For all the ways Christian Indian men go out of their way to avoid being alone with me, addressing me, or even sitting next to me in a vehicle, the whole of the culture outside my sheltered walls seems to digress from feeling the overwhelming need to always be appropriate. Case in point: whenever I walk outside I am constantly stared at by men AND women; they don’t see a lot of white people here. Ok, I could handle it if that’s all there was to it but when it comes down to men actually following me around a store just to smile, stare, and make comments under their breath, it’s really quite tiring. Even when I am out with another male (who, because his skin is also white, is inevitably assumed to be my husband), it doesn’t seem to stop them from giving me their attention…though when I am out alone it is exponentially worse. Men start to actually make their in-poor-taste comments directly to my face, even from across the street. I have even had a group of guys on a motorcycle follow me down the street while I was walking, leave briefly to rally more of their “bros,” then carry on following me like a pack of salivating dogs. Forgive me if I sound insensitive, I don’t hold this view of Indian men because they are Indian, many Indian men are extremely respectful and fun…so let’s not throw the “R” word around, that is not what this is about.
Moving on. All my circumstances here are forcing me into a constant state of varying amounts of discomfort. I say this more as fact than in a negative sense, being consistently challenged is what’s creating learning and growth in my life, for which I am very thankful. In the meantime, my very strong-willed character is being broken down and redefined as I learn and relearn what it means to be submissive to people and situations which are beyond my control. As much as I feel frustrated by the fact that people here seem to think I am limited because I am a woman, I know that I am learning a great deal of patience and grace, both things I normally lack.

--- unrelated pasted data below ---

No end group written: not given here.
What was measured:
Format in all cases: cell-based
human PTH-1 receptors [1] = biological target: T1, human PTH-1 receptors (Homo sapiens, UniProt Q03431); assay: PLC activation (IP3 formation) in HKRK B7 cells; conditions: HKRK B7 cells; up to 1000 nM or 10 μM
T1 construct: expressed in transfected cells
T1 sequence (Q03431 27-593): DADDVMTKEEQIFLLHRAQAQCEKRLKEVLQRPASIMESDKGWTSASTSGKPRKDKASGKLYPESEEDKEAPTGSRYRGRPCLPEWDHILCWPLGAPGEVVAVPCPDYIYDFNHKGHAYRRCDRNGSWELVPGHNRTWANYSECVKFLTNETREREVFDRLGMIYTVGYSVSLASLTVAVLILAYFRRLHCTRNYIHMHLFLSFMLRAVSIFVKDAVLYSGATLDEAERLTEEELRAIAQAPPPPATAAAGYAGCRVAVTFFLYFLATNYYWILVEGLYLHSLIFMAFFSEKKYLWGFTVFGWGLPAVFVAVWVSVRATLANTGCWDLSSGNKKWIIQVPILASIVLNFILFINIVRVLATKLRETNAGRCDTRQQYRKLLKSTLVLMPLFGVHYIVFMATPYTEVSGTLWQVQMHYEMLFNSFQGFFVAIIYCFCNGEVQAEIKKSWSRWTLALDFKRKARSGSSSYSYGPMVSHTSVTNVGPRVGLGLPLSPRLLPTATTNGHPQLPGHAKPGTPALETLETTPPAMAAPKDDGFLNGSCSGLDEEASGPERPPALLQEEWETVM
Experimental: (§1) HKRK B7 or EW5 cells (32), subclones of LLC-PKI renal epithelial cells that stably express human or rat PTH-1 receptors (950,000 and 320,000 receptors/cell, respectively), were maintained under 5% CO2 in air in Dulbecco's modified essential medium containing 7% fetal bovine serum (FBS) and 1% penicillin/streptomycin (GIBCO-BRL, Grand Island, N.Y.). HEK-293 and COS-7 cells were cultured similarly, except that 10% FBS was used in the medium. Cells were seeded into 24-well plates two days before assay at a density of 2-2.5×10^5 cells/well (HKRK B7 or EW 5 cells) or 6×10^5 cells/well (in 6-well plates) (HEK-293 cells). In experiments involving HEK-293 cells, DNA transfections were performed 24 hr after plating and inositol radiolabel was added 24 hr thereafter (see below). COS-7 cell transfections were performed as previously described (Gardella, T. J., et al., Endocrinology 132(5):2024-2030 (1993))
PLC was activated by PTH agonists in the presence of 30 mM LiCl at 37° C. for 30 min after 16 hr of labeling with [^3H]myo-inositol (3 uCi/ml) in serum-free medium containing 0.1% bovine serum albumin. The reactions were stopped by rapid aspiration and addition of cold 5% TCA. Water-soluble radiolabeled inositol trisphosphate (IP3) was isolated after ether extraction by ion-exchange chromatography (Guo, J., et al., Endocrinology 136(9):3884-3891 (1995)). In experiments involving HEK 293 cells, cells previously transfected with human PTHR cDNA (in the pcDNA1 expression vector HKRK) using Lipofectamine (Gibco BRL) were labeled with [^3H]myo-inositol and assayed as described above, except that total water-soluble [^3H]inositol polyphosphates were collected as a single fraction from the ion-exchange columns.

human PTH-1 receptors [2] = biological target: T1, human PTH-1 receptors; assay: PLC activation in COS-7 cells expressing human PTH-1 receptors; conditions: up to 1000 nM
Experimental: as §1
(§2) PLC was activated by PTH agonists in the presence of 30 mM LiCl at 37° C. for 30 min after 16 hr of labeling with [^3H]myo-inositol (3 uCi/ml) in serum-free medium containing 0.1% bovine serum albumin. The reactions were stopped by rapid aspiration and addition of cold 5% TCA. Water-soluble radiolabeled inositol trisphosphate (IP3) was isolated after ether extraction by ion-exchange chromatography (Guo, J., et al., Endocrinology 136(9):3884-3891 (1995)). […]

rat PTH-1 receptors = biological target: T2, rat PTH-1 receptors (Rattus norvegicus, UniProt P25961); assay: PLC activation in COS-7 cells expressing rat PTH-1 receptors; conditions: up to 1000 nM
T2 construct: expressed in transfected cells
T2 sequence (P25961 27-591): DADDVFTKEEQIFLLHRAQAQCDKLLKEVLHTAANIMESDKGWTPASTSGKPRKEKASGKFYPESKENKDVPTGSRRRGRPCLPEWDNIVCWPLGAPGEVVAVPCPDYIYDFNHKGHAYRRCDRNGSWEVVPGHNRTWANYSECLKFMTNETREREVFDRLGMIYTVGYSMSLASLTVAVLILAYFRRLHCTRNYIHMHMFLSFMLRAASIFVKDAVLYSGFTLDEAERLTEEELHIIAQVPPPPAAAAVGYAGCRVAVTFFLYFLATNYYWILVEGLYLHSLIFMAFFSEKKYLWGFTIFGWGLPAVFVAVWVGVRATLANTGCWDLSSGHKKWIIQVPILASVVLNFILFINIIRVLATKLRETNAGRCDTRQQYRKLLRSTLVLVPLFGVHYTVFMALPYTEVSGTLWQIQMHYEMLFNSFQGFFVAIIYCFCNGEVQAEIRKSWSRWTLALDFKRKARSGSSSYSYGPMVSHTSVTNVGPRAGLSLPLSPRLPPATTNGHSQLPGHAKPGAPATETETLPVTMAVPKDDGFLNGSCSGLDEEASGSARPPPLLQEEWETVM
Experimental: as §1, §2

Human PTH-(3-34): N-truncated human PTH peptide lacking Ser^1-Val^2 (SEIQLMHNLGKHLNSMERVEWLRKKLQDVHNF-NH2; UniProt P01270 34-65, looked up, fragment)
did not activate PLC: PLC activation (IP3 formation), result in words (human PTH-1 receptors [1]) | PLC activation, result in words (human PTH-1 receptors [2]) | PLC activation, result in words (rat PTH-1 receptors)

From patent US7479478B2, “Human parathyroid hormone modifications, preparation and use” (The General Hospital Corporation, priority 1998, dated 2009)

I am still formulating my thoughts and opinions of Indian culture; that is something that in our humanness we will inevitably do. I can offer peace of mind that there are many things about India and the people here that I love and appreciate; I don’t want to paint the picture that Indian culture is all bad when it’s quite the opposite. This woman-ness issue is much more about my personal ego than anything else…I apparently have a lot larger ego to deflate than I thought. The more I think and write the more I feel I am just a prissy white girl whose first experience in the Eastern world is getting her panties all in a twist...which is probably true. Even though coming from Orange Country I KNOW what a prissy white girl is...and it's not me...but the truth is, I am white-bred, raised and cultivated to be comfortable and "safe" (there's that dang word again). In any case, regardless of my ignorancies (is that a word?) and shortcomings based on my limited environment growing up, I am glad to be here and facing challenges that I wouldn't otherwise face in the States. Most decidedly, widening my worldview and understanding of culture is worth the pain.